I SAT IN MY DORM ROOM staring staring down at a page of text and feeling lost. Everything seemed just too familiar—the posters above my bed, my potted plant, the bookshelf, and the words I was reading in the weekly Bible Lesson. I could remember sitting in that exact spot not long ago, feeling content and confident. But those feelings were gone—replaced by apathy and uncertainty. I was used to feeling engaged with the Lessons; reading them helped me find answers to my everyday questions, gave me comfort, and challenged me to understand new ways of thinking about life. Yet, this time the words on the page seemed like reruns, frozen in time and inaccessible.
A few weeks earlier, I had started to ask all sorts of questions—about life, about love, about human relationships—because things were going wrong. I had just ended a great relationship and wasn't really sure why, I felt stuck with a new, unrequited love, and I was feeling underqualified, both in my job and as a student. Life seemed hard, and in its face I was frustratingly passive. After some specific moments in which I really tried to pray for direction, I came away feeling only that I was separated from God and therefore excluded from His help. While I appreciated uncovering this feeling of distance from God as the true culprit of my problems, being able to say to myself, OK, so you aren't feeling any real connection to God right now, wasn't exactly inspiring or progressive. The temptation to feel like a victim of circumstance was strong, and my sense of self-worth plummeted. I found myself looking for validation and approval from other people in order to feel stable and productive.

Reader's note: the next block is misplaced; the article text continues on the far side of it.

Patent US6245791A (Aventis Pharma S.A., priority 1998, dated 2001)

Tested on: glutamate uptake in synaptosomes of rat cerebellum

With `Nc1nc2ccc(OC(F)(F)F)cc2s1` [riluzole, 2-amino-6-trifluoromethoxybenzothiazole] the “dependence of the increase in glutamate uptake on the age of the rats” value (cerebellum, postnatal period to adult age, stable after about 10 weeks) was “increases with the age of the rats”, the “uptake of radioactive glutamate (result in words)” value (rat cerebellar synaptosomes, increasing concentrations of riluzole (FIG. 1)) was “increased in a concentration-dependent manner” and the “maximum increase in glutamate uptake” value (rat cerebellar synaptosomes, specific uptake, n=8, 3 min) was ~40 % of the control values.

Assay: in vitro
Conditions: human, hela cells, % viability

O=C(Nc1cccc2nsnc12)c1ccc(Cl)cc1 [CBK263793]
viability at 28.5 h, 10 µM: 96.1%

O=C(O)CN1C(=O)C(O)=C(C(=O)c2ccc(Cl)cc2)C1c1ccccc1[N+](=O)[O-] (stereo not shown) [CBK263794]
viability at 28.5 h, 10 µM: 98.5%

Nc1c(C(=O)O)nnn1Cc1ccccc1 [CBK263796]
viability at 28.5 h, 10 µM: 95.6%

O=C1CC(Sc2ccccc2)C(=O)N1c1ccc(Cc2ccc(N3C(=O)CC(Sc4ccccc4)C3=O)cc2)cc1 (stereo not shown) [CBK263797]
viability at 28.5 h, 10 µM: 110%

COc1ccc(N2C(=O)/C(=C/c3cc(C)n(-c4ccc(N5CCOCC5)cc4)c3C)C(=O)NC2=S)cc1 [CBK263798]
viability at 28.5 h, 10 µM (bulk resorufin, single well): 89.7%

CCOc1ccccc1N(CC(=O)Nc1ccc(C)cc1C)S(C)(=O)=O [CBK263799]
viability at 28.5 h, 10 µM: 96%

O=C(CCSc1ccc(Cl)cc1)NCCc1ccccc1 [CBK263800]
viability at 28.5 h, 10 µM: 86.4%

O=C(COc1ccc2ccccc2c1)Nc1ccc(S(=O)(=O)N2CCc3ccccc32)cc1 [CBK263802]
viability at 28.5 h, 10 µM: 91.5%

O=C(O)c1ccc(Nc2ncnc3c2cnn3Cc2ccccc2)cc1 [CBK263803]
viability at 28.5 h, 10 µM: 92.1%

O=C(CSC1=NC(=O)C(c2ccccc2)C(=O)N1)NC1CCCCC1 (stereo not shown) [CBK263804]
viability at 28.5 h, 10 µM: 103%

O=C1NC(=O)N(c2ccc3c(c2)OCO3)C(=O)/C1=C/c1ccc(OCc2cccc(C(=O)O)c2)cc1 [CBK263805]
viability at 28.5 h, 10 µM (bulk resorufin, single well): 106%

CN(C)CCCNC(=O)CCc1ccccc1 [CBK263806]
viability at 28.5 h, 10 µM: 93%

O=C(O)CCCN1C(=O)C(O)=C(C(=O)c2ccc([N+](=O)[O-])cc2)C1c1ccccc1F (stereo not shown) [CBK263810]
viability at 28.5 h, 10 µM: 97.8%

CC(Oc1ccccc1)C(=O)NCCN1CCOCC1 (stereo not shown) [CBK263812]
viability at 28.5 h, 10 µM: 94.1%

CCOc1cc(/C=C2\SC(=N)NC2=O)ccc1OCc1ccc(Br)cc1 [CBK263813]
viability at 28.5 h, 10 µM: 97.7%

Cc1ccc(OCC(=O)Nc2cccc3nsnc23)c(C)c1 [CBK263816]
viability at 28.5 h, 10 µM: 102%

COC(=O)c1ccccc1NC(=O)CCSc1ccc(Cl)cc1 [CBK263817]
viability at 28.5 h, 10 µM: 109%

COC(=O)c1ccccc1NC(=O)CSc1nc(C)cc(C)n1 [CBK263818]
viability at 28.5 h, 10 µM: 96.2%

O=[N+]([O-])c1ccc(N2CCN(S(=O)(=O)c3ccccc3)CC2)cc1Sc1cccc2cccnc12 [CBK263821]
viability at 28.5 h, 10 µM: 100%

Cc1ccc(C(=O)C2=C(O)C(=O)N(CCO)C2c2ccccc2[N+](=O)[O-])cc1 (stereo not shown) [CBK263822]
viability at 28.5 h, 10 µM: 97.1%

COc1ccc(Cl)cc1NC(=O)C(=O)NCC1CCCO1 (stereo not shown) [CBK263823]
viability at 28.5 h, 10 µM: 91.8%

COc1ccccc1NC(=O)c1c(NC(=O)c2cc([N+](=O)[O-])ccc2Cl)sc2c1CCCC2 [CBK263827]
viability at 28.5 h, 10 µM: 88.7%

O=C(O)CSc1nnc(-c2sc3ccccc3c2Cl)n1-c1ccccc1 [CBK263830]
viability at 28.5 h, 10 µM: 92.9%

I knew I needed to trust that my pastor was just as easy to interact with as any personal pastor would be.